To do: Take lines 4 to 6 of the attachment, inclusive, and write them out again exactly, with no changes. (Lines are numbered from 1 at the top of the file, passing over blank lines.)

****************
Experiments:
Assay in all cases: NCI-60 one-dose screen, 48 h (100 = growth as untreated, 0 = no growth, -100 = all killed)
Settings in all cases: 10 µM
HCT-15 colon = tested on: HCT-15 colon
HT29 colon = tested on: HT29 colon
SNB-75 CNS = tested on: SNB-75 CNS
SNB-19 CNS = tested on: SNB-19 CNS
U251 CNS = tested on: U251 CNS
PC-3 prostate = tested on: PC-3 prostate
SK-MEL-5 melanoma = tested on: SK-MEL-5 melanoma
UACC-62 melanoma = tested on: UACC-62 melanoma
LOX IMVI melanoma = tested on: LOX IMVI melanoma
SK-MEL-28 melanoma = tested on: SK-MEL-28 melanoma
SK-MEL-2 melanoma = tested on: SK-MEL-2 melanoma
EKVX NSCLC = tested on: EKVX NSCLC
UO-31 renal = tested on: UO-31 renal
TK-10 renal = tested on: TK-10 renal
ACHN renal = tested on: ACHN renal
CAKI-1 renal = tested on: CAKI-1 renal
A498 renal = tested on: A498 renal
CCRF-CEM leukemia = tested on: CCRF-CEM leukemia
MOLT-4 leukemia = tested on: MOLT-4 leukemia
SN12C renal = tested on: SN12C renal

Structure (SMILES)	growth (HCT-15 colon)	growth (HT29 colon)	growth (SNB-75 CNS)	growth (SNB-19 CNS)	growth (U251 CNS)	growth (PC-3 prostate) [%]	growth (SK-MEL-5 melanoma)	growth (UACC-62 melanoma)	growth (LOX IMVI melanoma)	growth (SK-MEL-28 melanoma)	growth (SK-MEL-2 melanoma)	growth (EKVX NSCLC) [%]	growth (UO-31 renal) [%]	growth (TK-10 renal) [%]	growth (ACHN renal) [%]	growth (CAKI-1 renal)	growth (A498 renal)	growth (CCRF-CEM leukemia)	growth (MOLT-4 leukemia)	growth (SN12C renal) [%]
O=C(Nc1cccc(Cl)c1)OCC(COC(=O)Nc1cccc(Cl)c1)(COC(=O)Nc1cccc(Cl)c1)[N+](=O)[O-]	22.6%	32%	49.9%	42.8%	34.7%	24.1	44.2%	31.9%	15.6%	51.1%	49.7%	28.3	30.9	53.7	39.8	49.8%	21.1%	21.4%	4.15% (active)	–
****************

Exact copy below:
HCT-15 colon = tested on: HCT-15 colon
HT29 colon = tested on: HT29 colon
SNB-75 CNS = tested on: SNB-75 CNS